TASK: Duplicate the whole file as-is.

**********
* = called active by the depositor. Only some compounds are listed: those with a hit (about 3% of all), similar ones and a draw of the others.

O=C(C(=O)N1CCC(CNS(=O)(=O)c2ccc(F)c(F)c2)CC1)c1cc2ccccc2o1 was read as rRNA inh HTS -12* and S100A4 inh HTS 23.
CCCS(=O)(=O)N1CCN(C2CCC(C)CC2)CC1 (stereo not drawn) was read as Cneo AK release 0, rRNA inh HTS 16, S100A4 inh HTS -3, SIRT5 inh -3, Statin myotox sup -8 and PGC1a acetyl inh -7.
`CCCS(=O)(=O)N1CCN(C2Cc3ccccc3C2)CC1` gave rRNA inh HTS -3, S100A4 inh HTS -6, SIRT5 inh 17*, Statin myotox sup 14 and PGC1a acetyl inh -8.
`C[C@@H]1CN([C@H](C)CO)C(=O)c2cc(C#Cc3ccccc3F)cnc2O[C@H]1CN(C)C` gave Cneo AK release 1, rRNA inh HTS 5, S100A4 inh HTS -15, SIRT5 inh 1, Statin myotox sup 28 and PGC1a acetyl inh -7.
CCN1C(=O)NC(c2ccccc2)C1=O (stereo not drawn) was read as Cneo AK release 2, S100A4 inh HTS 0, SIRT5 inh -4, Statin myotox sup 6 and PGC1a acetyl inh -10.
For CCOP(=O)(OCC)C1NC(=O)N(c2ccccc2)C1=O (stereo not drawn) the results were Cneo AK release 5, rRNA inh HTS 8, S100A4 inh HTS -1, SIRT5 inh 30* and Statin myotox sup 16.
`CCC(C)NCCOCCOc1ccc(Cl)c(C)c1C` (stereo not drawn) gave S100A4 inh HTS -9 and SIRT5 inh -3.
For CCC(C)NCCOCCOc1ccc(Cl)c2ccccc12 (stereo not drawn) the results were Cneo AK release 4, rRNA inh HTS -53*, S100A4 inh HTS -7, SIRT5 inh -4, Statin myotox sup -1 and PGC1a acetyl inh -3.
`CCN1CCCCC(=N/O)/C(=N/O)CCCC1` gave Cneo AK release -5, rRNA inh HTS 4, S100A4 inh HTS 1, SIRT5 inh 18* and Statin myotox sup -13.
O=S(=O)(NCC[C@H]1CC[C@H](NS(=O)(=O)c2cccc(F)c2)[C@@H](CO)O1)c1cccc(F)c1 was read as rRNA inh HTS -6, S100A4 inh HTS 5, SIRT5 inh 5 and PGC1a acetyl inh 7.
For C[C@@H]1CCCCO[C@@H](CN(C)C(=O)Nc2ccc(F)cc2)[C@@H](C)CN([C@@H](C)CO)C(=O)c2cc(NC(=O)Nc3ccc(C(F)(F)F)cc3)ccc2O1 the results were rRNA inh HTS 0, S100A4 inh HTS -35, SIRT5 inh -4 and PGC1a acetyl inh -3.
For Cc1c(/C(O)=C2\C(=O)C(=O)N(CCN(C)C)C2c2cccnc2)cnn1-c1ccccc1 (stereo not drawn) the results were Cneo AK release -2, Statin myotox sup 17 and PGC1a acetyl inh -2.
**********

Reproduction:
* = called active by the depositor. Only some compounds are listed: those with a hit (about 3% of all), similar ones and a draw of the others.

O=C(C(=O)N1CCC(CNS(=O)(=O)c2ccc(F)c(F)c2)CC1)c1cc2ccccc2o1 was read as rRNA inh HTS -12* and S100A4 inh HTS 23.
CCCS(=O)(=O)N1CCN(C2CCC(C)CC2)CC1 (stereo not drawn) was read as Cneo AK release 0, rRNA inh HTS 16, S100A4 inh HTS -3, SIRT5 inh -3, Statin myotox sup -8 and PGC1a acetyl inh -7.
`CCCS(=O)(=O)N1CCN(C2Cc3ccccc3C2)CC1` gave rRNA inh HTS -3, S100A4 inh HTS -6, SIRT5 inh 17*, Statin myotox sup 14 and PGC1a acetyl inh -8.
`C[C@@H]1CN([C@H](C)CO)C(=O)c2cc(C#Cc3ccccc3F)cnc2O[C@H]1CN(C)C` gave Cneo AK release 1, rRNA inh HTS 5, S100A4 inh HTS -15, SIRT5 inh 1, Statin myotox sup 28 and PGC1a acetyl inh -7.
CCN1C(=O)NC(c2ccccc2)C1=O (stereo not drawn) was read as Cneo AK release 2, S100A4 inh HTS 0, SIRT5 inh -4, Statin myotox sup 6 and PGC1a acetyl inh -10.
For CCOP(=O)(OCC)C1NC(=O)N(c2ccccc2)C1=O (stereo not drawn) the results were Cneo AK release 5, rRNA inh HTS 8, S100A4 inh HTS -1, SIRT5 inh 30* and Statin myotox sup 16.
`CCC(C)NCCOCCOc1ccc(Cl)c(C)c1C` (stereo not drawn) gave S100A4 inh HTS -9 and SIRT5 inh -3.
For CCC(C)NCCOCCOc1ccc(Cl)c2ccccc12 (stereo not drawn) the results were Cneo AK release 4, rRNA inh HTS -53*, S100A4 inh HTS -7, SIRT5 inh -4, Statin myotox sup -1 and PGC1a acetyl inh -3.
`CCN1CCCCC(=N/O)/C(=N/O)CCCC1` gave Cneo AK release -5, rRNA inh HTS 4, S100A4 inh HTS 1, SIRT5 inh 18* and Statin myotox sup -13.
O=S(=O)(NCC[C@H]1CC[C@H](NS(=O)(=O)c2cccc(F)c2)[C@@H](CO)O1)c1cccc(F)c1 was read as rRNA inh HTS -6, S100A4 inh HTS 5, SIRT5 inh 5 and PGC1a acetyl inh 7.
For C[C@@H]1CCCCO[C@@H](CN(C)C(=O)Nc2ccc(F)cc2)[C@@H](C)CN([C@@H](C)CO)C(=O)c2cc(NC(=O)Nc3ccc(C(F)(F)F)cc3)ccc2O1 the results were rRNA inh HTS 0, S100A4 inh HTS -35, SIRT5 inh -4 and PGC1a acetyl inh -3.
For Cc1c(/C(O)=C2\C(=O)C(=O)N(CCN(C)C)C2c2cccnc2)cnn1-c1ccccc1 (stereo not drawn) the results were Cneo AK release -2, Statin myotox sup 17 and PGC1a acetyl inh -2.